- Data Loss Prevention. How do firms monitor the volume of content transferred outside the firm by its employees or through third parties, such as by email attachments or uploads? How do firms monitor for potentially unauthorized data transfers and verify the authenticity of a customer request to transfer funds?
- Vendor Management. What are the practices and controls related to vendor management, such as due diligence in vendor selection, monitoring and oversight of vendors, and contract terms? How are vendor relationships considered as part of the firm’s ongoing risk assessment process?
- Training. Is cybersecurity training tailored to specific job functions and how is training designed to encourage responsible employee and vendor behavior? How are procedures for responding to cyber incidents under an incident response plan are integrated into regular personnel and vendor training?
- Incident Report. Do firms have established policies, assigned roles, assessed system vulnerabilities and developed plans to address possible future incidents? This includes determining which firm data, assets and services warrant the most protection to help prevent attacks from causing significant harm.
Included as an Appendix to the Risk Alert, available here, is a sample list of information that the OCIE may request in conducting its examinations, though the OCIE acknowledges examiners may alter requests based on each firm’s business model, systems and IT environment.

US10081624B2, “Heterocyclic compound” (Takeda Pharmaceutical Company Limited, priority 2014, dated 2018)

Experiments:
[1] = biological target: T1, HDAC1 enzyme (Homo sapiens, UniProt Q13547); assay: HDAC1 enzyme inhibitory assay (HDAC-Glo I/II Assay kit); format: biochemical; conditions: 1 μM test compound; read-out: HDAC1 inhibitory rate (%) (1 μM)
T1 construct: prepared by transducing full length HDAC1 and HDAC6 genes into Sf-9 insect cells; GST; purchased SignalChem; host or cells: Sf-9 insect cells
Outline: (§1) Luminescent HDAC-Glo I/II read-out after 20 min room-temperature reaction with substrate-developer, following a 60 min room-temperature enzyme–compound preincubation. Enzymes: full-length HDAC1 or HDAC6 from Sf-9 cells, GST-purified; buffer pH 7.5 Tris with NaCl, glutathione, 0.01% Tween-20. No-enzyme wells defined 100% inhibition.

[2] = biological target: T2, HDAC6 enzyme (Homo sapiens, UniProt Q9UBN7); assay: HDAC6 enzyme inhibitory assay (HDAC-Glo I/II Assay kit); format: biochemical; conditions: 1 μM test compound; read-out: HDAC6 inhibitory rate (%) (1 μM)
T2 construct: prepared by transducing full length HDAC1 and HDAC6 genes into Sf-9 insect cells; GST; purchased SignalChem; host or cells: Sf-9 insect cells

Enforcement Action Against Investment Adviser
In an action against R.T. Jones Capital Equity Management Inc. (R.T. Jones), the SEC charged that the investment adviser “failed to adopt written policies and procedures reasonably designed to protect customer records and information” in violation of Section 30(a) of Regulation S-P. R.T. Jones stored customers’ personal identifiable information (PII) on a third-party web server. Although the server was hacked, two cyber security firms were unable to determine if the PII had been accessed or compromised and there was no evidence that any individual had suffered financial harm as a result of the hack. Notably, despite those findings, the SEC determined that R.T. Jones’ policies and procedures “taken as a whole” did not reasonably protect customer records and information in violation of Section 30(a). The SEC censured the firm and imposed a $75,000 sanction.
The OCIE’s announcement of a second round of examinations of registered broker-dealers and investment advisers, together with the charges against R.T. Jones, signals that it continues to assess, test and enforce the “cybersecurity preparedness” of the securities industry as a part of its Initiative.
Conclusion and Recommendations
The SEC has demonstrated that it is serious about cybersecurity and protecting customer information and there is little reason to believe that it will not continue to bring charges against broker-dealers and investment advisers it feels are not reasonably protecting customer information. Clients should carefully review their current cybersecurity and data protection practices, policies and procedures to prepare for the SEC’s upcoming round of examinations and even more importantly, to comply with the evolving landscape of cybersecurity and data protection laws.
Navigating the legal framework related to cybersecurity is difficult and involves an understanding of many different sets of laws in addition to Section 30 of Regulation S-P, including FINRA rules, and state, federal and international data protection laws.